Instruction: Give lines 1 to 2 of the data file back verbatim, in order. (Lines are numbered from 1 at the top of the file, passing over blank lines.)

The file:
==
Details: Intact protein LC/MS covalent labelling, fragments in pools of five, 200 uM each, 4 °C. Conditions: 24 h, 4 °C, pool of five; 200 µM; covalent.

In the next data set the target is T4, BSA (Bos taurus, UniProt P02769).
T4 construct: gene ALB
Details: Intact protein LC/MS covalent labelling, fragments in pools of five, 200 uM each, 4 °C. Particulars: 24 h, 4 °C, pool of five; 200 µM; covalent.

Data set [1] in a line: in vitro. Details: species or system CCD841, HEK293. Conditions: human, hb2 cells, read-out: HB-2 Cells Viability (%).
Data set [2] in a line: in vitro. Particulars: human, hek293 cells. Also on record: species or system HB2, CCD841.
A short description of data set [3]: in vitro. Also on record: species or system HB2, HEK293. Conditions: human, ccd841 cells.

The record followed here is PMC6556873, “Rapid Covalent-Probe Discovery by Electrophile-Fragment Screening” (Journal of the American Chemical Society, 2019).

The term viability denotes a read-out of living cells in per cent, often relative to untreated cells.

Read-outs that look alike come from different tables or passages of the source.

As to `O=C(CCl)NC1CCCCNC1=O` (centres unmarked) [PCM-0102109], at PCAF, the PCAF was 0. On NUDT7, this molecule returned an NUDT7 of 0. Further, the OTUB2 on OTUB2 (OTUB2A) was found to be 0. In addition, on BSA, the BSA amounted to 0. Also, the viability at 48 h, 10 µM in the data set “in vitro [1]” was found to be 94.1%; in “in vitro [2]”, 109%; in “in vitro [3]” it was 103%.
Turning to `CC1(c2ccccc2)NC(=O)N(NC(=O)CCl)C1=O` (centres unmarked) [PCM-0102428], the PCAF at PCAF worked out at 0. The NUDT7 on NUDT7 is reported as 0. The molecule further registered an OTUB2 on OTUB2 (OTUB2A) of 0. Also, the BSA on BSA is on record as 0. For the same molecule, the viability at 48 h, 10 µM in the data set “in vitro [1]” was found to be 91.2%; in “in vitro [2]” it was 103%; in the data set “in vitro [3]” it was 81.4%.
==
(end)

Details: Intact protein LC/MS covalent labelling, fragments in pools of five, 200 uM each, 4 °C. Conditions: 24 h, 4 °C, pool of five; 200 µM; covalent.

In the next data set the target is T4, BSA (Bos taurus, UniProt P02769).